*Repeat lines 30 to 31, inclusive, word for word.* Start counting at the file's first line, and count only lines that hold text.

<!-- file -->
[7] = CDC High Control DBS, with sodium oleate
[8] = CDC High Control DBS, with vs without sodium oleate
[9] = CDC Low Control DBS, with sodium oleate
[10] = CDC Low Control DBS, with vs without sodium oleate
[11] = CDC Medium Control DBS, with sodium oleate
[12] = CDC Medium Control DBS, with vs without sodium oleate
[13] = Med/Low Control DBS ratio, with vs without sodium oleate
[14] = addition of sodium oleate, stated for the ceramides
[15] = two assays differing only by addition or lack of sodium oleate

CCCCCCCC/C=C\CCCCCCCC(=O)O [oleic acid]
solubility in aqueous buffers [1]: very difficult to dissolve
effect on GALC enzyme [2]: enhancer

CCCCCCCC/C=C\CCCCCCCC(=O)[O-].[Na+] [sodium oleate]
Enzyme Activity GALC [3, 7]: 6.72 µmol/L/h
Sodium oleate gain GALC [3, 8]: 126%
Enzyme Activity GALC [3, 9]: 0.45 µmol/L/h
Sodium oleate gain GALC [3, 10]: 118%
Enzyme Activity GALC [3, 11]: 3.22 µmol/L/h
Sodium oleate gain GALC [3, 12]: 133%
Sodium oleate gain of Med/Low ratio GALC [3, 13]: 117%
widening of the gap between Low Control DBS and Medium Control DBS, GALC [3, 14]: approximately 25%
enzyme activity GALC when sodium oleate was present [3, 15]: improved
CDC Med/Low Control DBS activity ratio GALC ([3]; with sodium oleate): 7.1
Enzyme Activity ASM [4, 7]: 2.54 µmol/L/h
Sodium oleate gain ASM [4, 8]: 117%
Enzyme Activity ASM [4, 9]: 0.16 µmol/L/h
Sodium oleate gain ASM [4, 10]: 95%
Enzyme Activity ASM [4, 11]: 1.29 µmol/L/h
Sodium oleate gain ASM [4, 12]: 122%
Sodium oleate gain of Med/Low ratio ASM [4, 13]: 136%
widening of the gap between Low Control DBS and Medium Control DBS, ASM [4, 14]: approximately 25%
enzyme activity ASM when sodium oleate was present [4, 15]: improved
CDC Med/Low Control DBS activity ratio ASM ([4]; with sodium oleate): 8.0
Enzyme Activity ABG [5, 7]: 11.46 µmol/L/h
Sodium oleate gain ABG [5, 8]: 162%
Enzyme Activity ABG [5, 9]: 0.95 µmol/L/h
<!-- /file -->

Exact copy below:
Sodium oleate gain of Med/Low ratio ASM [4, 13]: 136%
widening of the gap between Low Control DBS and Medium Control DBS, ASM [4, 14]: approximately 25%